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The Heritage Law Center, LLC Blog

Making a Gift and MassHealth Eligibility

POSTED ON: August 24, 2020

Clients often ask, “How much can I gift someone without incurring taxes?” While Massachusetts has no gift tax, there is a federal gift tax, albeit with a VERY high exemption. In 2020, the annual reporting requirement for gifts is $15,000 per donee. So, if you have three adult kids, you could give $15,000 or less to each one, and not report anything (married couples can give $30,000). If you give MORE than that then you’re required to file a gift tax return as part of your income taxes that reports the gifts made. There’s no tax due, however. The government is just keeping track so when you pass, they’ll add up the value of your estate plus the reported gifts you made. If that totals over the federal estate and gift tax exemption (currently $11.5 million per person, $22 million for couples) then and only then would a gift tax be due; not something most people need to worry about.

There’s one important point that older adults should keep in mind when considering gifting money to their loved ones, and that’s MassHealth (Medicaid) eligibility. MassHealth is a joint federal/state program designed to pay for long-term care once a person’s funds and assets are extremely limited. Even though you might not incur a gift tax, that monetary gift will still be considered as part of your assets when it comes to MassHealth’s five-year-look-back period.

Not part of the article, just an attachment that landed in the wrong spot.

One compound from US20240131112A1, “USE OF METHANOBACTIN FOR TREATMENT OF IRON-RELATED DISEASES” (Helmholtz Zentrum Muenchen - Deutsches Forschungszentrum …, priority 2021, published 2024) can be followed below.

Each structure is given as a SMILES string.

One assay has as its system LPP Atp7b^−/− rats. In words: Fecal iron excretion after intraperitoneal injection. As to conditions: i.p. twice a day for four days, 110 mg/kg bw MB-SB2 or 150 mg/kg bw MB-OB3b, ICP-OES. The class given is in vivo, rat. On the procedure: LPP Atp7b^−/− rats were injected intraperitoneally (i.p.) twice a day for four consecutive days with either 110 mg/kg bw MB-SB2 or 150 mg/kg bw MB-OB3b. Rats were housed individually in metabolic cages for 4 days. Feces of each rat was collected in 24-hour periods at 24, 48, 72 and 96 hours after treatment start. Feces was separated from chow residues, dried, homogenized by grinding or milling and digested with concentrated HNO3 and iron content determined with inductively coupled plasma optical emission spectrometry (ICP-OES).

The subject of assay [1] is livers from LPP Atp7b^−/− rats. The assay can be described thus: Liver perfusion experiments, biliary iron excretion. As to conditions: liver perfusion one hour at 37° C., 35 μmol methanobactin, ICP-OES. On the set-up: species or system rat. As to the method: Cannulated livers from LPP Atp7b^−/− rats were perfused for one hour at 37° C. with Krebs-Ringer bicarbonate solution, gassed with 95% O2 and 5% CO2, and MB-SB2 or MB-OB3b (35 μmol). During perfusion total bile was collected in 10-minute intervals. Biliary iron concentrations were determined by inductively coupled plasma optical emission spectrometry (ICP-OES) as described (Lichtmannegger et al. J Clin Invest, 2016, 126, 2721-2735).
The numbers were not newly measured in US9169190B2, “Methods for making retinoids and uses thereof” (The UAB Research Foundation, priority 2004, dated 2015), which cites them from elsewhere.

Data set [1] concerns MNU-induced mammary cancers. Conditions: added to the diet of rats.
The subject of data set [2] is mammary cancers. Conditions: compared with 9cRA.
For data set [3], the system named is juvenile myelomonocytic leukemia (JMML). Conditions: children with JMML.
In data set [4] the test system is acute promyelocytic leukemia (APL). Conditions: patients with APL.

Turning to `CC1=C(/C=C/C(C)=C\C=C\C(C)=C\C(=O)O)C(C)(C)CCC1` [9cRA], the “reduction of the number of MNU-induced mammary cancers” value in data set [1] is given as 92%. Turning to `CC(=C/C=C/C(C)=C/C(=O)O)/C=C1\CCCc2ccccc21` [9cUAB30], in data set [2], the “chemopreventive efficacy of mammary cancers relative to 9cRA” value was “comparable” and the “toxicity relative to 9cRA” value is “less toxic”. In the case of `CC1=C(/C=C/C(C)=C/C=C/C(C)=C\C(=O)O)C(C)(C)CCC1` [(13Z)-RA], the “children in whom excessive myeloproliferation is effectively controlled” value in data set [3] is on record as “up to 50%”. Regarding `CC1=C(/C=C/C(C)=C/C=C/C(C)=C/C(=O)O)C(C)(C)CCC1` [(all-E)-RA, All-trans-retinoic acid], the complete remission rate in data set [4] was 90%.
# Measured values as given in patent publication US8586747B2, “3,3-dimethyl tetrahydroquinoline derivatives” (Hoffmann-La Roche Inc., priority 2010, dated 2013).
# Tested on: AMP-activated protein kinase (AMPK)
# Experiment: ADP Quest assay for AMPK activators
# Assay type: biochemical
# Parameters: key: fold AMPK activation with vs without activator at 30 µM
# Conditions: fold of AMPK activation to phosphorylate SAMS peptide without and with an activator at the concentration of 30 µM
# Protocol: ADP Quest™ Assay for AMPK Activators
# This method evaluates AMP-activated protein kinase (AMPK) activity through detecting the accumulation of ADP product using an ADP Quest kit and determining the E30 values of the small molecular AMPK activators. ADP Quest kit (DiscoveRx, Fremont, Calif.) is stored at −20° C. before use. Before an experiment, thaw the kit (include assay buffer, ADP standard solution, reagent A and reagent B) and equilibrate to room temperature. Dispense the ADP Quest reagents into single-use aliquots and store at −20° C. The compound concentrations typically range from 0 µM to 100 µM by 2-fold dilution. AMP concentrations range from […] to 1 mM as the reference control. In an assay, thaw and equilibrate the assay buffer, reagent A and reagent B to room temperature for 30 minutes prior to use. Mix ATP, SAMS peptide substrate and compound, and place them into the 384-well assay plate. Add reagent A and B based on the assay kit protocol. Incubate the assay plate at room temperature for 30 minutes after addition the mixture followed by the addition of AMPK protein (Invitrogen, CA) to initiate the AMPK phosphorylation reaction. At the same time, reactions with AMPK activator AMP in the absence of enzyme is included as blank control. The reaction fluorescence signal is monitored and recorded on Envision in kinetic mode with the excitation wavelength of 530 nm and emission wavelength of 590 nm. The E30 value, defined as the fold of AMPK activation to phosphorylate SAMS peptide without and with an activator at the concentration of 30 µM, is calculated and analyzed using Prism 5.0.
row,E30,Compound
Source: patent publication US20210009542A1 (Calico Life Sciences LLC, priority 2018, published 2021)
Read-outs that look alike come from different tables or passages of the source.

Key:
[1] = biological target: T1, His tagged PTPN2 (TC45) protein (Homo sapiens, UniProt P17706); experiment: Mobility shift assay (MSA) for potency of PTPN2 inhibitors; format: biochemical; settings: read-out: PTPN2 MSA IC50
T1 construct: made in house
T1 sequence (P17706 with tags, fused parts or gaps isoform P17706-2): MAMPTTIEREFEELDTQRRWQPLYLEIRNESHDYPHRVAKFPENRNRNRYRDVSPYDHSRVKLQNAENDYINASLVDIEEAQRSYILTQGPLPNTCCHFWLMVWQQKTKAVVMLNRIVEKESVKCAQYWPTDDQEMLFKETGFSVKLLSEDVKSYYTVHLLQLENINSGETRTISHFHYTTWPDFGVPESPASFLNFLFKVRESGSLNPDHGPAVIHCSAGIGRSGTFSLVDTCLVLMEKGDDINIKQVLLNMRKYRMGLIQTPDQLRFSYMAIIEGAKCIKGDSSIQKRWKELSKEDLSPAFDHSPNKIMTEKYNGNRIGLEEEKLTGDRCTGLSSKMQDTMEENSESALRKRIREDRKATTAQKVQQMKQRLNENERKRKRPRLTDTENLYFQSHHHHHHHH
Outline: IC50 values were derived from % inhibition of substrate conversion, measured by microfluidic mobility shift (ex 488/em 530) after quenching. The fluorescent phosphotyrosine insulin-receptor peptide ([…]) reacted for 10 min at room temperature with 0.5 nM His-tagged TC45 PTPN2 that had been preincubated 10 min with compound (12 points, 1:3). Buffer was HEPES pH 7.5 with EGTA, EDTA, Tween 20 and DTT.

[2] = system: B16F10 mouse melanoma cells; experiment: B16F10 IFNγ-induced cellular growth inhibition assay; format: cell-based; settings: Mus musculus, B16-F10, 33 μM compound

When someone applies for MassHealth, MassHealth has the right to examine an applicant’s bank and financial records for up to five years immediately prior to the date of application. If they discover a transfer of assets during this period, such as a cash gift to a loved one, they will impose a disqualification period on the applicant’s eligibility (a length of time the applicant won’t be eligible for MassHealth).

It’s important to speak with an experienced Massachusetts elder law attorney before making gifts when MassHealth benefits may be necessary in the future. Call us today at (617) 299-6976 or send an email to info@maheritagelawcenter.com to schedule a confidential, no-cost consultation to discuss how we can help you protect your assets while planning for the possibility of long-term care.